A team of scientists from Turkey has recently evaluated the diversity and composition of gut microbiota in children diagnosed with multisystem inflammatory syndrome (MIS-C) and acute coronavirus disease 2019 (COVID-19). They have observed significant alteration in the gut microbiota composition in children with MIS-C. These changes are associated with autoimmunity, metabolic dysfunction, and obesity. The study is currently available on the Research Square* preprint server while under consideration at the European Journal of Pediatrics.
Study: Intestinal Microbiota Composition of Children with Infection with Severe Acute Respiratory Syndrome Coronavirus 2 (SARS-COV-2) and Multisystem Inflammatory Syndrome (MIS-C). Image Credit: Design_Cells / Shutterstock
Severe acute respiratory syndrome coronavirus 2 (SARS-CoV-2), the causative pathogen of the COVID-19 pandemic, has been found to cause severe infection in older people and those with pre-existing health conditions. However, the prevalence of severe COVID-19 remained significantly low in children throughout the pandemic.
In some children with COVID-19, the incidence of multisystem inflammatory syndrome in children (MIS-C) has been observed as post-COVID complications. There is evidence suggesting that MIS-C may develop in children as a consequence of aberrant inflammatory response and dysregulated immune response to SARS-CoV-2 infection.
Respiratory and gastrointestinal infections are known to alter the composition and diversity of the gut microbiota. Changes in gut microbiota composition have been observed in COVID-19 patients at the time of diagnosis and during the disease course. Studies have suggested that these changes may play vital roles in COVID-19 pathogenesis, disease progression, fluoxetine hcl for dogs and post-COVID complications.
In the current study, the scientists have evaluated the changes in gut microbiota composition and diversity in children diagnosed with MIS-C and COVID-19.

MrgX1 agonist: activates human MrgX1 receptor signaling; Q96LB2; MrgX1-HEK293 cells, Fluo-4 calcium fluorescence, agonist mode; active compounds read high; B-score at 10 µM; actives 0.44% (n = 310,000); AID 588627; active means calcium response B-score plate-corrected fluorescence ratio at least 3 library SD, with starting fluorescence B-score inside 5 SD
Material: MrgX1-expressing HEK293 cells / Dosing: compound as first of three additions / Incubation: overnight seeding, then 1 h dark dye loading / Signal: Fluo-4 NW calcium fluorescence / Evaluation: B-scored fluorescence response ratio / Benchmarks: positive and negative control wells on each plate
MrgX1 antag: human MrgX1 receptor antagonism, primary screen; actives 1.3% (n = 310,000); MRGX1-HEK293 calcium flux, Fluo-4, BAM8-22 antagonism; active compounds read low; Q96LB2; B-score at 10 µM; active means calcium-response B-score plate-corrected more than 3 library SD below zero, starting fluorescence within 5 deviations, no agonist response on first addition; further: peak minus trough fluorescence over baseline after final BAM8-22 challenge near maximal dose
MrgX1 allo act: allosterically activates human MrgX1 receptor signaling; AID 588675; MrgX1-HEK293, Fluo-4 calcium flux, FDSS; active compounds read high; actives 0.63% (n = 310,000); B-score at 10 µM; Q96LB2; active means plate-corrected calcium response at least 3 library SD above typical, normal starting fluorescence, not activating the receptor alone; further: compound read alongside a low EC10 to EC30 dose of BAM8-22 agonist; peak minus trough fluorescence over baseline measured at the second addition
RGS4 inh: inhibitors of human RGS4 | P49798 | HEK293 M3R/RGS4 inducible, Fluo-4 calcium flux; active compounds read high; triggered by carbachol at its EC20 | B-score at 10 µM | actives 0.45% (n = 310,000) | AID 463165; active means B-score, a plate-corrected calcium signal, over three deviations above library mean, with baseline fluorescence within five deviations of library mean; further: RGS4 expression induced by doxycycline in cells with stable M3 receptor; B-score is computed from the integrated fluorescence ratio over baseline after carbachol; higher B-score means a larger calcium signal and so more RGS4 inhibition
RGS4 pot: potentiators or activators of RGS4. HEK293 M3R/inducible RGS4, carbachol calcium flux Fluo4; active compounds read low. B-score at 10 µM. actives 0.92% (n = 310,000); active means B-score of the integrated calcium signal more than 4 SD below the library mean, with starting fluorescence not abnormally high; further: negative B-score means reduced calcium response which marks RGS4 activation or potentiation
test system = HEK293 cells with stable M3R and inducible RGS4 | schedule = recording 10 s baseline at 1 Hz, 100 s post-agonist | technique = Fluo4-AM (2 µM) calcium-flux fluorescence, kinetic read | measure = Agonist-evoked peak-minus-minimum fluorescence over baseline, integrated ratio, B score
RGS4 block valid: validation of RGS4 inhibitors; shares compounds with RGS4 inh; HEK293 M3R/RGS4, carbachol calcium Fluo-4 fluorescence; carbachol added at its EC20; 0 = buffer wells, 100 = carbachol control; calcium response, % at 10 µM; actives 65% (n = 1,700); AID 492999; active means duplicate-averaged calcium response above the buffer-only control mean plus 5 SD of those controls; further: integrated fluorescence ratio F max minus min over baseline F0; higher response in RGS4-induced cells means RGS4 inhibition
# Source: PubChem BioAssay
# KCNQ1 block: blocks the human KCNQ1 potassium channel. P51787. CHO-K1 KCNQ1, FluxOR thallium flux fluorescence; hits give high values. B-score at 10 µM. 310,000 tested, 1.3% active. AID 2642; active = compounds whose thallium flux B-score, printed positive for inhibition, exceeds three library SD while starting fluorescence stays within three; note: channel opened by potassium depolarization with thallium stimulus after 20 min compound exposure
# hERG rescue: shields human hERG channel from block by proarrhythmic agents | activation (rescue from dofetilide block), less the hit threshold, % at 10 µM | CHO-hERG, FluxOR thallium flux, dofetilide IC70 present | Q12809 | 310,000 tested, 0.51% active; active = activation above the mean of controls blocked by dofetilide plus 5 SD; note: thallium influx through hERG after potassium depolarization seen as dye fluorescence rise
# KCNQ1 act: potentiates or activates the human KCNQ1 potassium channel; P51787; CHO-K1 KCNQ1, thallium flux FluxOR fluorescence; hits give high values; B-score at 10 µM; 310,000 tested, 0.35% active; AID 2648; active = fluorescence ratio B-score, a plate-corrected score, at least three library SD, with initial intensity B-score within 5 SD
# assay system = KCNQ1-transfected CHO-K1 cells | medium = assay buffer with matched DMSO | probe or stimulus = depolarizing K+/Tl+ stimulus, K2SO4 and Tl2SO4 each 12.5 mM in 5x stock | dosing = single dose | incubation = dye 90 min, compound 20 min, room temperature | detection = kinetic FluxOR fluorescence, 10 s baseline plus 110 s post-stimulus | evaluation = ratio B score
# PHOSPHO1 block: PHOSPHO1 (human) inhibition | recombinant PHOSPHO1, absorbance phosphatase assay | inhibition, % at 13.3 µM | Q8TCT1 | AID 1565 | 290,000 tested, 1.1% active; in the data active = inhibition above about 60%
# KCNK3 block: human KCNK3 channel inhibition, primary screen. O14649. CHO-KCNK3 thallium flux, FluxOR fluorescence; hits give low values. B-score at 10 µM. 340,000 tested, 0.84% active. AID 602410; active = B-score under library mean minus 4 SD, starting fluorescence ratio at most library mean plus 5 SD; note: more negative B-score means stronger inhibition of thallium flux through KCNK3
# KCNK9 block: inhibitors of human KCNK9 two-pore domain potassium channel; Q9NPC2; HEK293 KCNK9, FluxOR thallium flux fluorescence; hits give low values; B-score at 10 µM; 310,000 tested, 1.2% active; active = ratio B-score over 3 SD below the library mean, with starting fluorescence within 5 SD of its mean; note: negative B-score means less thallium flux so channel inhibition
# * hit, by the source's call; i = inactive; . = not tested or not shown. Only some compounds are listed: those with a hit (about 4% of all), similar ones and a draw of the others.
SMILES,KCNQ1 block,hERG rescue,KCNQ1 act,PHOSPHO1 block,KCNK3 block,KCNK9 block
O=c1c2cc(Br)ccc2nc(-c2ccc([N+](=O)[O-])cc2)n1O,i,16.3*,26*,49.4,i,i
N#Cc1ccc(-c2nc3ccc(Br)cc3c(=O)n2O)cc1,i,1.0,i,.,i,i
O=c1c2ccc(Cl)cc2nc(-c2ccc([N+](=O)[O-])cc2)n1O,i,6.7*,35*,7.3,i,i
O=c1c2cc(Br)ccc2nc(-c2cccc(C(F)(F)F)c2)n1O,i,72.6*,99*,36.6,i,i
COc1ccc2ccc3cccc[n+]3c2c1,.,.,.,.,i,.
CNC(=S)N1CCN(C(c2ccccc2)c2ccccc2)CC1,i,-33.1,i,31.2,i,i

The study was conducted on children aged 3 to 14 years. In the study cohort, 25 children were diagnosed with MIS-C, and 20 children were diagnosed with COVID-19. Fecal samples were collected from the children to assess the composition and diversity of gut microbiota. The findings were compared with that obtained from 19 healthy children who served as study controls.
The diagnosis of COVID-19 was conducted by polymerase chain reaction (PCR)-based method in almost all children. Rapid antigen testing was conducted in only one child. Among children with MIS-C, 24% were detected with SARS-CoV-2 infection, 52% were positive for anti-SARS-CoV-2 IgG antibodies, and 28% were positive for both IgG and IgM specific anti-SARS-CoV-2 antibodies.
Fever was the most commonly reported symptom among children with COVID-19, followed by cough, diarrhea, tachypnea, runny nose, myalgia, headache, and abdominal pain. In some children, conjunctivitis, respiratory, and neurological symptoms were also detected.
The majority of enrolled children showed involvement of multiple physiological systems. The most commonly involved systems were the hematologic and gastrointestinal systems, followed by cardiovascular, dermatological, respiratory, and neurological.
Regarding routine laboratory findings, increased serum levels of C-reactive protein, fibrinogen, and D-dimer were observed in most of the children with MIS-C. In addition, some children had reduced level of lymphocytes and increased level of ferritin, brain natriuretic peptide, interleukin 6 (IL-6), procalcitonin, lactate dehydrogenase, and neutrophils.
Alteration in gut microbiota
The Shannon Index was calculated to assess the richness and uniformity of the microbial population in the studied samples. A significantly higher Shannon Index was observed in MIS-C affected children compared to that in SARS-CoV-2-infected and healthy children.